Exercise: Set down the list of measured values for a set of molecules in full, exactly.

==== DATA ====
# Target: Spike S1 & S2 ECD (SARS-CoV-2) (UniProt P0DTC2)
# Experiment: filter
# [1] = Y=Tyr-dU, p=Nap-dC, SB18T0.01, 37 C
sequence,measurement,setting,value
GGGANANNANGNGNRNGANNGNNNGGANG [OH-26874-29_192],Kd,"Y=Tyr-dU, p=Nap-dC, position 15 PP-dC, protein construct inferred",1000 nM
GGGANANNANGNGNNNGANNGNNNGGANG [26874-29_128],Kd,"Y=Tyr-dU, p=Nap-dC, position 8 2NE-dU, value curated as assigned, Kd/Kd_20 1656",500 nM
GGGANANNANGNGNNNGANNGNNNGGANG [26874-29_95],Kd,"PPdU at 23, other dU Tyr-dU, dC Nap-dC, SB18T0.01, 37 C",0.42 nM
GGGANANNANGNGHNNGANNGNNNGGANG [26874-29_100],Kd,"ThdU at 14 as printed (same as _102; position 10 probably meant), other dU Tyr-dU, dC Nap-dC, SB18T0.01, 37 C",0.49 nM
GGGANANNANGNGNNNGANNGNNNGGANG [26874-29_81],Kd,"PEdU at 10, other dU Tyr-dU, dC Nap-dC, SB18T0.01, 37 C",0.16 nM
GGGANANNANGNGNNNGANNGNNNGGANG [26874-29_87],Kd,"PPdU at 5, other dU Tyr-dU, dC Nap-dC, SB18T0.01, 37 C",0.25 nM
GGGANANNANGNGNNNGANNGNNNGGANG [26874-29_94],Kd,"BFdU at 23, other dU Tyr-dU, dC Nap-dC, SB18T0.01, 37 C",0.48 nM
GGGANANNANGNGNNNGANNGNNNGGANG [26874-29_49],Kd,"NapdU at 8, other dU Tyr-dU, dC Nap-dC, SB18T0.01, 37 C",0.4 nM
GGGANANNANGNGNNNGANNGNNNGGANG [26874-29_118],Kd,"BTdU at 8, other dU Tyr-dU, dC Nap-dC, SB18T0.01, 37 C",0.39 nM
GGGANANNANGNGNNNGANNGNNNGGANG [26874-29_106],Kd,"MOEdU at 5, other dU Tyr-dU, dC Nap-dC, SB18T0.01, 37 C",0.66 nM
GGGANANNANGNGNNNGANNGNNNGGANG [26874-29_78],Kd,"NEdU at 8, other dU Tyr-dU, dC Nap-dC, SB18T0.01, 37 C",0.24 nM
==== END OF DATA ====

# Target: Spike S1 & S2 ECD (SARS-CoV-2) (UniProt P0DTC2)
# Experiment: filter
# [1] = Y=Tyr-dU, p=Nap-dC, SB18T0.01, 37 C
sequence,measurement,setting,value
GGGANANNANGNGNRNGANNGNNNGGANG [OH-26874-29_192],Kd,"Y=Tyr-dU, p=Nap-dC, position 15 PP-dC, protein construct inferred",1000 nM
GGGANANNANGNGNNNGANNGNNNGGANG [26874-29_128],Kd,"Y=Tyr-dU, p=Nap-dC, position 8 2NE-dU, value curated as assigned, Kd/Kd_20 1656",500 nM
GGGANANNANGNGNNNGANNGNNNGGANG [26874-29_95],Kd,"PPdU at 23, other dU Tyr-dU, dC Nap-dC, SB18T0.01, 37 C",0.42 nM
GGGANANNANGNGHNNGANNGNNNGGANG [26874-29_100],Kd,"ThdU at 14 as printed (same as _102; position 10 probably meant), other dU Tyr-dU, dC Nap-dC, SB18T0.01, 37 C",0.49 nM
GGGANANNANGNGNNNGANNGNNNGGANG [26874-29_81],Kd,"PEdU at 10, other dU Tyr-dU, dC Nap-dC, SB18T0.01, 37 C",0.16 nM
GGGANANNANGNGNNNGANNGNNNGGANG [26874-29_87],Kd,"PPdU at 5, other dU Tyr-dU, dC Nap-dC, SB18T0.01, 37 C",0.25 nM
GGGANANNANGNGNNNGANNGNNNGGANG [26874-29_94],Kd,"BFdU at 23, other dU Tyr-dU, dC Nap-dC, SB18T0.01, 37 C",0.48 nM
GGGANANNANGNGNNNGANNGNNNGGANG [26874-29_49],Kd,"NapdU at 8, other dU Tyr-dU, dC Nap-dC, SB18T0.01, 37 C",0.4 nM
GGGANANNANGNGNNNGANNGNNNGGANG [26874-29_118],Kd,"BTdU at 8, other dU Tyr-dU, dC Nap-dC, SB18T0.01, 37 C",0.39 nM
GGGANANNANGNGNNNGANNGNNNGGANG [26874-29_106],Kd,"MOEdU at 5, other dU Tyr-dU, dC Nap-dC, SB18T0.01, 37 C",0.66 nM
GGGANANNANGNGNNNGANNGNNNGGANG [26874-29_78],Kd,"NEdU at 8, other dU Tyr-dU, dC Nap-dC, SB18T0.01, 37 C",0.24 nM